Unsung Heroes: Highlighting Influential African American Females
Women have made numerous contributions to society throughout history. Unfortunately, due to the misogynistic beliefs that were commonly held in the past, they have largely gone unrecognized. Whether in politics, education, civil rights advocacy or entrepreneurship, women have worked
Whether in politics, education, civil rights advocacy or entrepreneurship, women have worked behind the scenes to make powerful and much-needed changes. This black history month, it is important that we highlight a few African American women and the impact they have made in various sectors of society.
Madam C.J. Walker
America’s economy is in part built on a foundation of individuals whose entrepreneurial spirit created numerous opportunities for themselves and others. Madam C.J. Walker is a prime example of this at work. Afflicted with hair loss, severe dandruff, scalp ailments among other things, she used the knowledge she had gained from her time as a commission agent for Annie Turnbo Malone and her brothers, who were barbers, to develop her own haircare product line aimed at helping African-American women with similar issues.
She later established the Lelia College to train hair specialist and employed thousands of women to handle various aspects of the business. In later years it expanded to supply products to the Caribbean and other territories and Madam Walker began to teach black women the traits to become successful entrepreneurs. She made generous donations to organizations such as the National Association for the Advancement of Colored and various HBCUs.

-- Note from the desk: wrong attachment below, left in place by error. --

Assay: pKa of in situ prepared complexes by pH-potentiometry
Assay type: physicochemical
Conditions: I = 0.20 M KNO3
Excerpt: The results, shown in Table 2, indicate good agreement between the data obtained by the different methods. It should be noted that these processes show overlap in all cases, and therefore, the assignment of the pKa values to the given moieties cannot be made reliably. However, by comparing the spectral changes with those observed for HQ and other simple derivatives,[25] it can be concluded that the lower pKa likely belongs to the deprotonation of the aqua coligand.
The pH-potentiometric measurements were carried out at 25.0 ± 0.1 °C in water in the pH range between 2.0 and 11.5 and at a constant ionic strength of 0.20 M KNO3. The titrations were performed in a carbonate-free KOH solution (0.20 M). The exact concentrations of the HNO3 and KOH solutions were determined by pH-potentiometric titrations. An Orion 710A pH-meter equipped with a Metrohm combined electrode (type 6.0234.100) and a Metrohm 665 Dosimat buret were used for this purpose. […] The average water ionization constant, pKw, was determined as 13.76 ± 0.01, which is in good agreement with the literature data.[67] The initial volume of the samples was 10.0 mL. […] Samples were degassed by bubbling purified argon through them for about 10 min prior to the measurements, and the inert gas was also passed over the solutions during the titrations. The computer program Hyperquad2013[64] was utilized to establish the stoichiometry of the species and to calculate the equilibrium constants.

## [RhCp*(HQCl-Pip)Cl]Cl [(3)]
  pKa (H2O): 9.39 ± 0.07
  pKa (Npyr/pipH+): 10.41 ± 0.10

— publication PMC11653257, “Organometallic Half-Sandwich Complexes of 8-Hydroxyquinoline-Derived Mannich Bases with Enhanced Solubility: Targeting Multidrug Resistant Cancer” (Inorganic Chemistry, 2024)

Today, she is lauded as the first self-made female millionaire in America. An accolade she earned for using her knowledge of business to not only elevate her own circumstances but to inspire African American women to use their skills to establish their independence.
The civil rights movement was an important event in American history and it is a topic often discussed. However, an aspect that is commonly overlooked is the role women played in making it successful. One such woman was Ella Baker. She was a revolutionary who focused on adolescents. She served as the chief mentor of the younger members of the civil rights revolution and with her student apprentices, she helped found SNCC, the student nonviolent coordinating committee. Her role in the movement is often lost as it primarily focused on ministers and other religious leaders and left little room for women in leadership positions. However, aid from her and SNCC helped the civil rights movement to widen its base and gain traction. She is thought of as one of the most significant black leaders of the 1900s and one of the most important women.
Political positions of power in America are commonly filled by men. However, women like Shirley Chisholm challenged the status quo and became influential politicians. She was the first African-American female elected to Congress in 1969 from her district in New York City, where she served for fourteen years.
Chisholm attended Columbia University where she earned a master’s degree in elementary education, which she later parlayed into a position as a consultant at the New York City Bureau of Child Welfare. Consequently, she used her experience to propel her into the political field where she worked as a state legislator before moving on to the US House of Representatives. She was involved in numerous organizations aimed at improving the power of blacks in politics, including the Congressional Black Caucus. In 1972, she vied for the position of president by entering the Democratic primary. She is the first black candidate to attempt to gain a major party nomination, paving the way for others such as Barack Obama.